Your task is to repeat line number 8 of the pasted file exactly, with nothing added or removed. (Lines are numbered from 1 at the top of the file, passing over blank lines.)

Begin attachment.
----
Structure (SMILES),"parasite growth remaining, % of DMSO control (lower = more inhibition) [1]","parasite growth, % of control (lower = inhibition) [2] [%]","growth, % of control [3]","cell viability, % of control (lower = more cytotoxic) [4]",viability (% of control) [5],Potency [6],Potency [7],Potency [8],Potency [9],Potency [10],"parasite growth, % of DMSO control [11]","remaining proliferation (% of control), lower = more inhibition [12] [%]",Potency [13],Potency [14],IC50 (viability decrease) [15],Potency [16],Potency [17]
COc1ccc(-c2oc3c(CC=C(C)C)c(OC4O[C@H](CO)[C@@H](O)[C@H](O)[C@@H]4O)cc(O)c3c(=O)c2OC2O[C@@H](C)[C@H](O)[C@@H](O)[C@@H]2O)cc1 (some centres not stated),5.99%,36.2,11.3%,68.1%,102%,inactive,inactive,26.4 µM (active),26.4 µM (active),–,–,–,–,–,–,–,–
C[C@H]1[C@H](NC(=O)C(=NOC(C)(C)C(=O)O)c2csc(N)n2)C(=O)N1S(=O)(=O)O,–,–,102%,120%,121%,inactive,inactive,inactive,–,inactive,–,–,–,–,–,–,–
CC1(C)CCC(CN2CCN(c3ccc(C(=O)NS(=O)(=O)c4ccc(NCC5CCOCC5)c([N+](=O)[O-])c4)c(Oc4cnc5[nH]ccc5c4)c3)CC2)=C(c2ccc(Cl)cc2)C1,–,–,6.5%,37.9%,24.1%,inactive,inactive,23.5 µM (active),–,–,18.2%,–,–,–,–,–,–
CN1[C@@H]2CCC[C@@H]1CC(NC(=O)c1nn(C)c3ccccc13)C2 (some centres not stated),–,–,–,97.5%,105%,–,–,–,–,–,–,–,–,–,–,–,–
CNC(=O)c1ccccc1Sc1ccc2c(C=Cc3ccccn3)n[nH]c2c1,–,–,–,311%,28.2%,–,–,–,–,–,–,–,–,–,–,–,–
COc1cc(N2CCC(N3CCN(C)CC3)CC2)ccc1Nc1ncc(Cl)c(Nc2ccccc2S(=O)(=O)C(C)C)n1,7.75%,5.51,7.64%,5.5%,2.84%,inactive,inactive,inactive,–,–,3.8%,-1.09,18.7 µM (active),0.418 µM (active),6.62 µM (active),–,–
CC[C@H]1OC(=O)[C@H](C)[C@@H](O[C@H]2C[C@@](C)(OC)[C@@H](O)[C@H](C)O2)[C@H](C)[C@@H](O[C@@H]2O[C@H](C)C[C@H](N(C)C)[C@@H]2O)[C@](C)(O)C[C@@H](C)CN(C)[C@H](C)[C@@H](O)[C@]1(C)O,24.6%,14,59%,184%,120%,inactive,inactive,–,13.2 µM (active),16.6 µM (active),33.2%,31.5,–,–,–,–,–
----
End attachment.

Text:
CC[C@H]1OC(=O)[C@H](C)[C@@H](O[C@H]2C[C@@](C)(OC)[C@@H](O)[C@H](C)O2)[C@H](C)[C@@H](O[C@@H]2O[C@H](C)C[C@H](N(C)C)[C@@H]2O)[C@](C)(O)C[C@@H](C)CN(C)[C@H](C)[C@@H](O)[C@]1(C)O,24.6%,14,59%,184%,120%,inactive,inactive,–,13.2 µM (active),16.6 µM (active),33.2%,31.5,–,–,–,–,–